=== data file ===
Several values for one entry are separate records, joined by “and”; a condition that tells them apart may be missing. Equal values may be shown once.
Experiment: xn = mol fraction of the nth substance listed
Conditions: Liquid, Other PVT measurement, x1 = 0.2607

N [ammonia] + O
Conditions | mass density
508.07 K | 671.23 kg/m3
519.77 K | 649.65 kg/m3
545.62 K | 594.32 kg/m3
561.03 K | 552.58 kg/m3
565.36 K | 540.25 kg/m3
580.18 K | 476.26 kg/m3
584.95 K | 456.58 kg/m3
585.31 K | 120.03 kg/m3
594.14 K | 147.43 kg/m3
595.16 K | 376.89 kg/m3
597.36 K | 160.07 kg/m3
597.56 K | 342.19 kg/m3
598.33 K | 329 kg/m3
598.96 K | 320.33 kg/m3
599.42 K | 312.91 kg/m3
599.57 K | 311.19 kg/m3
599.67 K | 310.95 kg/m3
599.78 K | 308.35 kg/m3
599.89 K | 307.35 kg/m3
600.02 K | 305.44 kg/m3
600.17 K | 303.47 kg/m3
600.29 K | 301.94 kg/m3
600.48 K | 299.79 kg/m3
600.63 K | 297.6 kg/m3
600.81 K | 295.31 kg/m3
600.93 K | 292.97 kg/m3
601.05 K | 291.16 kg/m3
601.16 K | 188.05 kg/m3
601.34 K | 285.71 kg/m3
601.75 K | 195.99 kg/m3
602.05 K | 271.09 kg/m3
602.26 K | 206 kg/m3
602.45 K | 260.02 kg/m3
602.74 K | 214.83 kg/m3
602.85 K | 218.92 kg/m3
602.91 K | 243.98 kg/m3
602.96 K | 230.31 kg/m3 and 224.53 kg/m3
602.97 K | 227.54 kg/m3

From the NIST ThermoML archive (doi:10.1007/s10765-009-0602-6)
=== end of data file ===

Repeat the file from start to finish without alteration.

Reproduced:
Several values for one entry are separate records, joined by “and”; a condition that tells them apart may be missing. Equal values may be shown once.
Experiment: xn = mol fraction of the nth substance listed
Conditions: Liquid, Other PVT measurement, x1 = 0.2607

N [ammonia] + O
Conditions | mass density
508.07 K | 671.23 kg/m3
519.77 K | 649.65 kg/m3
545.62 K | 594.32 kg/m3
561.03 K | 552.58 kg/m3
565.36 K | 540.25 kg/m3
580.18 K | 476.26 kg/m3
584.95 K | 456.58 kg/m3
585.31 K | 120.03 kg/m3
594.14 K | 147.43 kg/m3
595.16 K | 376.89 kg/m3
597.36 K | 160.07 kg/m3
597.56 K | 342.19 kg/m3
598.33 K | 329 kg/m3
598.96 K | 320.33 kg/m3
599.42 K | 312.91 kg/m3
599.57 K | 311.19 kg/m3
599.67 K | 310.95 kg/m3
599.78 K | 308.35 kg/m3
599.89 K | 307.35 kg/m3
600.02 K | 305.44 kg/m3
600.17 K | 303.47 kg/m3
600.29 K | 301.94 kg/m3
600.48 K | 299.79 kg/m3
600.63 K | 297.6 kg/m3
600.81 K | 295.31 kg/m3
600.93 K | 292.97 kg/m3
601.05 K | 291.16 kg/m3
601.16 K | 188.05 kg/m3
601.34 K | 285.71 kg/m3
601.75 K | 195.99 kg/m3
602.05 K | 271.09 kg/m3
602.26 K | 206 kg/m3
602.45 K | 260.02 kg/m3
602.74 K | 214.83 kg/m3
602.85 K | 218.92 kg/m3
602.91 K | 243.98 kg/m3
602.96 K | 230.31 kg/m3 and 224.53 kg/m3
602.97 K | 227.54 kg/m3

From the NIST ThermoML archive (doi:10.1007/s10765-009-0602-6)